We saw this last night too! Overall, we enjoyed the film (although, not being familiar with Luther, didn’t make the same connection with Ruth Wilson).
Unfortunately, we found the “Australian” scenes were about as un-Australian as it is possible to be without the use of igloos or Morris dancers. We kept waiting for the in-movie explanation (was it a set of an on-screen movie? A mis-remembered flashback? A commentary on the disturbing tendency of Hollywood to remake all the world in its own image?*) but there was none. It was just California renamed Australia for the sake of a movie. It probably won’t have any effect on non-Australians, but as Australians we found it so distracting that it detracted from the rest of the movie. What’s especially interesting is that, while I’m usually the stickler for accuracy in movies, it bothered mrs nom far more than I. Apart from the landscape, architecture, sunlight(!), flora and fauna (although the fly was close) being all “wrong” the actual story of the Australian flashbacks was well done and moved the film well above the standard 3-act “feel-good” Disney flick.
The cast was excellent. Hanks was good as Disney, Wilson was great as Margaret Goff. Then add Paul Giamatti, Bradley Whitford, Colin Farrell and Rachel Griffiths into the mix and you have really solid performers to build on. Emma Thompson, in particular, was terrific and her portrayal of P. L .Travers (along with the way the script set-up her character to be consistent with her childhood experiences) was convincing and compassionate without getting sentimental. By the end of the film you could begin to understand why she was so cold, rude, and seemingly arrogant and to develop some empathy for her damaged world view (Disneyfication of the climactic scene between Thompson and Tom Hanks notwithstanding). Despite the name of the film, this is the story of the adult impact of childhood experiences on P. L. Travers** and it is a story well-told. There are glimpses also of the steel and determination of Walt Disney behind the smiles of the magic kingdom.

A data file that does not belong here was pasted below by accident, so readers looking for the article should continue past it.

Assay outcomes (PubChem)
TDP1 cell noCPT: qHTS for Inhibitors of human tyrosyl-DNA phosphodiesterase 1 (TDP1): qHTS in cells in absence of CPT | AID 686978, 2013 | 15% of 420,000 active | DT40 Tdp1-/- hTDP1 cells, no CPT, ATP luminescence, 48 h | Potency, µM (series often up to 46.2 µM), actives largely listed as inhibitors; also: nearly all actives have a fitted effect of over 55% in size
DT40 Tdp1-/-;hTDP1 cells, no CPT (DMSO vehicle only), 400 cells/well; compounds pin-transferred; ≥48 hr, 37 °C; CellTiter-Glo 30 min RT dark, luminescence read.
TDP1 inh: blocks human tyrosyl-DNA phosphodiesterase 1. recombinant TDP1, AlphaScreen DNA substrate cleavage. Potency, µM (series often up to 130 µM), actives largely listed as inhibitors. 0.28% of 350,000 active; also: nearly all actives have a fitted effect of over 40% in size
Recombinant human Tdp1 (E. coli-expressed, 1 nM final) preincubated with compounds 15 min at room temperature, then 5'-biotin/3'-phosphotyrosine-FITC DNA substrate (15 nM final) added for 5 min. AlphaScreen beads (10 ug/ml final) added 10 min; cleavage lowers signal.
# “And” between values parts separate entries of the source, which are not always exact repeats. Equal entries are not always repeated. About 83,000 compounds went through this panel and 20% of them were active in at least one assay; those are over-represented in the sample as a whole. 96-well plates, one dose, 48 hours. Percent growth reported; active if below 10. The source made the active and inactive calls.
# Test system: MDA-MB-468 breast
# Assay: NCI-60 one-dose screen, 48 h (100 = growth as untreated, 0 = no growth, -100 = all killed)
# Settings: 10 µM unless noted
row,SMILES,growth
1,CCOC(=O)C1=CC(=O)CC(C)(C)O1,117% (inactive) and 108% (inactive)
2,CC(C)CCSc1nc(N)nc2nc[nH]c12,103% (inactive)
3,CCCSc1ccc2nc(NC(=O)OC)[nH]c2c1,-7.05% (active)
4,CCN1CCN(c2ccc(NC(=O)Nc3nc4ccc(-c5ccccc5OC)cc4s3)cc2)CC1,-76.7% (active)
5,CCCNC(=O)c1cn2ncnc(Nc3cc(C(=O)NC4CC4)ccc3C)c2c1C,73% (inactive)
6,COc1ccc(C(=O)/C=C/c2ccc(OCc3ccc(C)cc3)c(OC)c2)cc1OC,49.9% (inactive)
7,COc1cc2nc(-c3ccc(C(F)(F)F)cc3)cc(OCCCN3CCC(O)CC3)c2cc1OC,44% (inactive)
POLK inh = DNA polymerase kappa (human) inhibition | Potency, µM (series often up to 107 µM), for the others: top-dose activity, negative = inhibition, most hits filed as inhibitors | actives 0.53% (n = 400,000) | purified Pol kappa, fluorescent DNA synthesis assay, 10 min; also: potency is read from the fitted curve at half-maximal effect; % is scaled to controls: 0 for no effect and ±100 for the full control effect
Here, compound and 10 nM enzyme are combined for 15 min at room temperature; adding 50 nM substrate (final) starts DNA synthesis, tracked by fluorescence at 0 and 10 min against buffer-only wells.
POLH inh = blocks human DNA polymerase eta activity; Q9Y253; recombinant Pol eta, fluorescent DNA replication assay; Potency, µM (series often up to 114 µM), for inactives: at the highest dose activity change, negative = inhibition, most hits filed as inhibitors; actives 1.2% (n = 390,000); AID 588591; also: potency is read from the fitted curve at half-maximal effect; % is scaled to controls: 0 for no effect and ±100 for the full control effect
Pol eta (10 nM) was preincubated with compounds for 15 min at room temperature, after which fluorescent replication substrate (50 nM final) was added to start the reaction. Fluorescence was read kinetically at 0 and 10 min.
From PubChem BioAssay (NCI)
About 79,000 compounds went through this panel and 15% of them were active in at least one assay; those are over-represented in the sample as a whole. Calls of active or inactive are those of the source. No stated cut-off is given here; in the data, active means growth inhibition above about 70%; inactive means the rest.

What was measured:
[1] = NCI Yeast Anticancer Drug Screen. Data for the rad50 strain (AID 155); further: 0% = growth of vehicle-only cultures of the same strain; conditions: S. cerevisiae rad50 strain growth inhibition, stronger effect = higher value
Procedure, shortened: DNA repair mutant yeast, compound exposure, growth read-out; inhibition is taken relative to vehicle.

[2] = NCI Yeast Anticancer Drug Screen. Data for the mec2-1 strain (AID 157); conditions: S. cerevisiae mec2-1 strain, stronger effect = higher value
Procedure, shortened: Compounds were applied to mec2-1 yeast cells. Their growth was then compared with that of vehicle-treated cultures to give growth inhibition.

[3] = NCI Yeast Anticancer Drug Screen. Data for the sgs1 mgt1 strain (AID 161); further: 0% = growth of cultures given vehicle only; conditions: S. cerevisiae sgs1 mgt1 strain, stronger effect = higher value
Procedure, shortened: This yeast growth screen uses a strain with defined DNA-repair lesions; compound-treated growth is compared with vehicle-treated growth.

If you want high art, don’t see this (or at least go with appropriate expectations). If you want good storytelling with a feel-good ending and a believable, albeit unlikable, main character then Saving Mr Banks is definitely worth the price of admission. If you do go, make sure you stay for the credits - the treasures from the archive, especially the doodles and the audio of rehearsal, are priceless.
[size=85]*Turns out this last explanation was probably correct and probably unintentional although it was, at least in other aspects of the script, also a key part of the storyline.
**A local newspaper columnist made a convincing case for the view that the film was all about her father Travers Goff (played by Farrel) and, more generally, the struggles of men with parenthood, failed dreams and dealing with mortality. Worth a read. [/size]